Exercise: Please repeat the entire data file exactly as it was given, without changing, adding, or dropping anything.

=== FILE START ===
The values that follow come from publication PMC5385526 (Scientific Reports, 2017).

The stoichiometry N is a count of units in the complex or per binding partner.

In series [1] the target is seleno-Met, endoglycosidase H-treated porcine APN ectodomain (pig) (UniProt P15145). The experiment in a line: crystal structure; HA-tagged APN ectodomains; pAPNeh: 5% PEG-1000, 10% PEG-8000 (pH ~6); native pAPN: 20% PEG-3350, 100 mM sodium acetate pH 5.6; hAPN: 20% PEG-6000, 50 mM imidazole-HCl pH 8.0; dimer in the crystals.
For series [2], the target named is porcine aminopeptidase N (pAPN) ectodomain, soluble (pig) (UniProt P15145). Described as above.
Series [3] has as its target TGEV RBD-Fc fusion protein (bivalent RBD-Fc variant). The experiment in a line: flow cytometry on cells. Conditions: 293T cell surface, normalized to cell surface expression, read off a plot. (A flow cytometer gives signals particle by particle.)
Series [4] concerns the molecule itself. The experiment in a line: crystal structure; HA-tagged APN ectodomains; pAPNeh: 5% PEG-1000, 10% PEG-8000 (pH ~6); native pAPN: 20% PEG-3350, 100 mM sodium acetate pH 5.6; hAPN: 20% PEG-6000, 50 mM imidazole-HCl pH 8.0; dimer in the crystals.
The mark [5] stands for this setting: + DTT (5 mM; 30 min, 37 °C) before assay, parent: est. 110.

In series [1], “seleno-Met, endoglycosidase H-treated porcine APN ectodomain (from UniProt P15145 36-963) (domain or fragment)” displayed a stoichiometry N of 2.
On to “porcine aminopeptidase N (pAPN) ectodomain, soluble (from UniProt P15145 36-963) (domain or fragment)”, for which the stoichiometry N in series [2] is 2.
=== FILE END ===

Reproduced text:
The values that follow come from publication PMC5385526 (Scientific Reports, 2017).

The stoichiometry N is a count of units in the complex or per binding partner.

In series [1] the target is seleno-Met, endoglycosidase H-treated porcine APN ectodomain (pig) (UniProt P15145). The experiment in a line: crystal structure; HA-tagged APN ectodomains; pAPNeh: 5% PEG-1000, 10% PEG-8000 (pH ~6); native pAPN: 20% PEG-3350, 100 mM sodium acetate pH 5.6; hAPN: 20% PEG-6000, 50 mM imidazole-HCl pH 8.0; dimer in the crystals.
For series [2], the target named is porcine aminopeptidase N (pAPN) ectodomain, soluble (pig) (UniProt P15145). Described as above.
Series [3] has as its target TGEV RBD-Fc fusion protein (bivalent RBD-Fc variant). The experiment in a line: flow cytometry on cells. Conditions: 293T cell surface, normalized to cell surface expression, read off a plot. (A flow cytometer gives signals particle by particle.)
Series [4] concerns the molecule itself. The experiment in a line: crystal structure; HA-tagged APN ectodomains; pAPNeh: 5% PEG-1000, 10% PEG-8000 (pH ~6); native pAPN: 20% PEG-3350, 100 mM sodium acetate pH 5.6; hAPN: 20% PEG-6000, 50 mM imidazole-HCl pH 8.0; dimer in the crystals.
The mark [5] stands for this setting: + DTT (5 mM; 30 min, 37 °C) before assay, parent: est. 110.

In series [1], “seleno-Met, endoglycosidase H-treated porcine APN ectodomain (from UniProt P15145 36-963) (domain or fragment)” displayed a stoichiometry N of 2.
On to “porcine aminopeptidase N (pAPN) ectodomain, soluble (from UniProt P15145 36-963) (domain or fragment)”, for which the stoichiometry N in series [2] is 2.